18 May 2017

Chocolate Bundt Cake - Quick and Easy

Chocolate Bundt Cake - this one is light, not dense and heavy / delightfulrepast.com

Everybody needs a good recipe for Chocolate Bundt Cake. Most are quite dense and heavy, which can be good. But mine is one for those times when you're in the mood for light and fluffy, even in a Bundt cake.

And it's quite quick and definitely easy, with no special equipment required. You just need a little saucepan to melt the butter and stuff and a big bowl and spoon to give it a quick mix. Bakes in just 40 minutes.

It has plenty of chocolate kick on its own (enhanced by using coffee as the liquid), so I just gave it a dusting of powdered sugar and a bit of whipped cream. Chocoholics could stir up a little ganache to ladle over the top.

Oh, and if you're vegan and/or interested in foods of the Great Depression, or if you just want an easy single-layer cake, check out my One-Bowl Chocolate Cake

Are you a Cake Person or a Pie Person? Many people think you're one or the other, but I think I'm both!

Chocolate Bundt Cake - this one is light and fluffy, not heavy and dense / www.delightfulrepast.com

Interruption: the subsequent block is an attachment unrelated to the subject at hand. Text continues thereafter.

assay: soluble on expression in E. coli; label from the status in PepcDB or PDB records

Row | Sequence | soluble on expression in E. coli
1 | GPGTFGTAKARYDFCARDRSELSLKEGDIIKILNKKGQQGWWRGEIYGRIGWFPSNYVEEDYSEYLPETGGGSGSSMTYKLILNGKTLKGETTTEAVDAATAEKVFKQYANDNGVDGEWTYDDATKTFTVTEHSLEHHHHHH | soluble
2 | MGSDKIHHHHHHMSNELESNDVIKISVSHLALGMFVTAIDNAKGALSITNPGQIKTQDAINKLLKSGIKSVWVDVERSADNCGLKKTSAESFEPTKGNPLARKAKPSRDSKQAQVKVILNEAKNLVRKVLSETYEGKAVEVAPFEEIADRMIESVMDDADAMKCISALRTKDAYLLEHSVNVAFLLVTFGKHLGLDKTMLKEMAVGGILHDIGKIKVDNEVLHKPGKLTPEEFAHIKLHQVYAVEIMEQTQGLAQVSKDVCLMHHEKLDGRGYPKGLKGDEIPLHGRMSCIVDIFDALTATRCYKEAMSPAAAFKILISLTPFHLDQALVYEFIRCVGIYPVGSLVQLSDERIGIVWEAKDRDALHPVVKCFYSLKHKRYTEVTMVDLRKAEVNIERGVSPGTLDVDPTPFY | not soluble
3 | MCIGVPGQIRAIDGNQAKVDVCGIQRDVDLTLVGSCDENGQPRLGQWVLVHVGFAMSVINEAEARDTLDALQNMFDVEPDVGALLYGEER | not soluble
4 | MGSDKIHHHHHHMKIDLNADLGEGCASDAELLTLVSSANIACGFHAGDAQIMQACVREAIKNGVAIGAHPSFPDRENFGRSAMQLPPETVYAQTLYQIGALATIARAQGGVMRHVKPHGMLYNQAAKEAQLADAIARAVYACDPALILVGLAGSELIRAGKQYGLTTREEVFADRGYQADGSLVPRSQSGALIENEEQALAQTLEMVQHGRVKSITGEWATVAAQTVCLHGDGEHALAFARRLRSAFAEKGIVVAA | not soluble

Chocolate Bundt Cake


(Makes one 10-inch Bundt cake)

1 cup (8 fluid ounces/237 ml) brewed coffee*
1 3/4 sticks (7 ounces/198 grams) unsalted butter, plus 1 tablespoon for pan
1/2 packed cup (1.5 ounces/42 grams) unsweetened natural cocoa powder*, plus 1 tablespoon for the pan
3/4 teaspoon salt
1 1/2 teaspoons vanilla extract

1 6-ounce (170 grams) container (or 3/4 cup) plain yogurt, room temperature
1 1/2 teaspoons cider vinegar

2 dip-and-sweep cups (10 ounces/283 grams) unbleached all-purpose flour 
1 3/4 cups (12.25 ounces/347 grams) sugar
1 1/2 teaspoons (7 grams) baking soda 
2 large eggs, room temperature

* I buy organic and Fair Trade Certified coffee, cocoa and chocolate products.

1 In small saucepan, combine brewed coffee, butter, cocoa and salt. Cook, stirring, over medium heat until butter is melted and mixture is smooth. Set aside to cool slightly, then stir in vanilla extract. Stir vinegar into the yogurt.

2 Preheat oven to 350F/180C/Gas4. Grease (1 tablespoon butter) and flour (1 tablespoon cocoa powder) a 10-inch 12-cup Bundt pan. Or just spray the pan with cooking spray, if that works with your Bundt pan.

3 In large bowl, whisk together flour, sugar and baking soda. Add the melted butter mixture, half at a time, stirring after each addition until combined. Add the eggs, one at a time, mixing after each addition until well incorporated. Stir in the yogurt mixture.

4 Scrape the batter into the prepared Bundt pan. Run a knife through the batter a few times to break up any large air pockets. Bake for about 40 minutes, or until a toothpick inserted into the center comes out clean. Cool in pan on wire rack for 10 to 15 minutes; then turn out onto wire rack to cool completely before glazing (ganache would be good!) or dusting with powdered sugar.

Chocolate Bundt Cake - this one is light and fluffy, not heavy and dense / www.delightfulrepast.com